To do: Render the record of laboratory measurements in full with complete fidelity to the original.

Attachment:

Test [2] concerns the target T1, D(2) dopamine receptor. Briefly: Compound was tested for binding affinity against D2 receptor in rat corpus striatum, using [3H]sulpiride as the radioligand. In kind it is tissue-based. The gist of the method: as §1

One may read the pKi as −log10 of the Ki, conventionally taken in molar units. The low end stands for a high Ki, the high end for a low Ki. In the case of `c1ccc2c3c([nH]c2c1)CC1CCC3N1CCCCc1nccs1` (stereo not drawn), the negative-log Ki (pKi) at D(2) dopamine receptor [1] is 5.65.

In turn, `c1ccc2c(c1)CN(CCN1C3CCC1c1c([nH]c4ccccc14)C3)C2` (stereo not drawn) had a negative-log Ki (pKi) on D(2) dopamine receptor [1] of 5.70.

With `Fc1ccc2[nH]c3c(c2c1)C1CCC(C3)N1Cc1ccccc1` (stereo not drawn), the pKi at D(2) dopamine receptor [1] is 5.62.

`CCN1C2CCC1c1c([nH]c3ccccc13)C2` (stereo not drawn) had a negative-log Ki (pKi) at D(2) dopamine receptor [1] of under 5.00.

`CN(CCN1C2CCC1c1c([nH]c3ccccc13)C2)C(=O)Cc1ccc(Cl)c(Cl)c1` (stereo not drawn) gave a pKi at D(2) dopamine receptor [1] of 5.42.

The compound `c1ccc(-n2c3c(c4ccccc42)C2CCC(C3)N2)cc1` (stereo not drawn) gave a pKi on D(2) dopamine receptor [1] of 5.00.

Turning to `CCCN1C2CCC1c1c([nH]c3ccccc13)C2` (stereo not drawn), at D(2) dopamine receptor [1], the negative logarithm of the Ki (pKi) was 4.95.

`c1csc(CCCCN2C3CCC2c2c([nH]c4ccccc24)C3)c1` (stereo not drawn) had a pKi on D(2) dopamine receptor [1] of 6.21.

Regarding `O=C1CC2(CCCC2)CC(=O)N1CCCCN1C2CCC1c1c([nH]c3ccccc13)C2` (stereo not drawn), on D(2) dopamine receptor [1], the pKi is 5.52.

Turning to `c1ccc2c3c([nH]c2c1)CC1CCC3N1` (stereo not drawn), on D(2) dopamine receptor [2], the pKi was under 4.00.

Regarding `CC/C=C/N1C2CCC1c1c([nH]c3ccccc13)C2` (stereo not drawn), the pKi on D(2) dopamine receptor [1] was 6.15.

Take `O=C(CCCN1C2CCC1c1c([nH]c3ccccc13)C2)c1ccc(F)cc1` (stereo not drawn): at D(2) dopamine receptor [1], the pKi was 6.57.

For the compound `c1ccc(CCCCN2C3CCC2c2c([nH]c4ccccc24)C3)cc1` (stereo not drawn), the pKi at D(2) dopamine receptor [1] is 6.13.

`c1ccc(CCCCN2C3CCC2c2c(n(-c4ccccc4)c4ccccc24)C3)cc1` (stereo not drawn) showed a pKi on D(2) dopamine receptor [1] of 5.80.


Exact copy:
Test [2] concerns the target T1, D(2) dopamine receptor. Briefly: Compound was tested for binding affinity against D2 receptor in rat corpus striatum, using [3H]sulpiride as the radioligand. In kind it is tissue-based. The gist of the method: as §1

One may read the pKi as −log10 of the Ki, conventionally taken in molar units. The low end stands for a high Ki, the high end for a low Ki. In the case of `c1ccc2c3c([nH]c2c1)CC1CCC3N1CCCCc1nccs1` (stereo not drawn), the negative-log Ki (pKi) at D(2) dopamine receptor [1] is 5.65.

In turn, `c1ccc2c(c1)CN(CCN1C3CCC1c1c([nH]c4ccccc14)C3)C2` (stereo not drawn) had a negative-log Ki (pKi) on D(2) dopamine receptor [1] of 5.70.

With `Fc1ccc2[nH]c3c(c2c1)C1CCC(C3)N1Cc1ccccc1` (stereo not drawn), the pKi at D(2) dopamine receptor [1] is 5.62.

`CCN1C2CCC1c1c([nH]c3ccccc13)C2` (stereo not drawn) had a negative-log Ki (pKi) at D(2) dopamine receptor [1] of under 5.00.

`CN(CCN1C2CCC1c1c([nH]c3ccccc13)C2)C(=O)Cc1ccc(Cl)c(Cl)c1` (stereo not drawn) gave a pKi at D(2) dopamine receptor [1] of 5.42.

The compound `c1ccc(-n2c3c(c4ccccc42)C2CCC(C3)N2)cc1` (stereo not drawn) gave a pKi on D(2) dopamine receptor [1] of 5.00.

Turning to `CCCN1C2CCC1c1c([nH]c3ccccc13)C2` (stereo not drawn), at D(2) dopamine receptor [1], the negative logarithm of the Ki (pKi) was 4.95.

`c1csc(CCCCN2C3CCC2c2c([nH]c4ccccc24)C3)c1` (stereo not drawn) had a pKi on D(2) dopamine receptor [1] of 6.21.

Regarding `O=C1CC2(CCCC2)CC(=O)N1CCCCN1C2CCC1c1c([nH]c3ccccc13)C2` (stereo not drawn), on D(2) dopamine receptor [1], the pKi is 5.52.

Turning to `c1ccc2c3c([nH]c2c1)CC1CCC3N1` (stereo not drawn), on D(2) dopamine receptor [2], the pKi was under 4.00.

Regarding `CC/C=C/N1C2CCC1c1c([nH]c3ccccc13)C2` (stereo not drawn), the pKi on D(2) dopamine receptor [1] was 6.15.

Take `O=C(CCCN1C2CCC1c1c([nH]c3ccccc13)C2)c1ccc(F)cc1` (stereo not drawn): at D(2) dopamine receptor [1], the pKi was 6.57.

For the compound `c1ccc(CCCCN2C3CCC2c2c([nH]c4ccccc24)C3)cc1` (stereo not drawn), the pKi at D(2) dopamine receptor [1] is 6.13.

`c1ccc(CCCCN2C3CCC2c2c(n(-c4ccccc4)c4ccccc24)C3)cc1` (stereo not drawn) showed a pKi on D(2) dopamine receptor [1] of 5.80.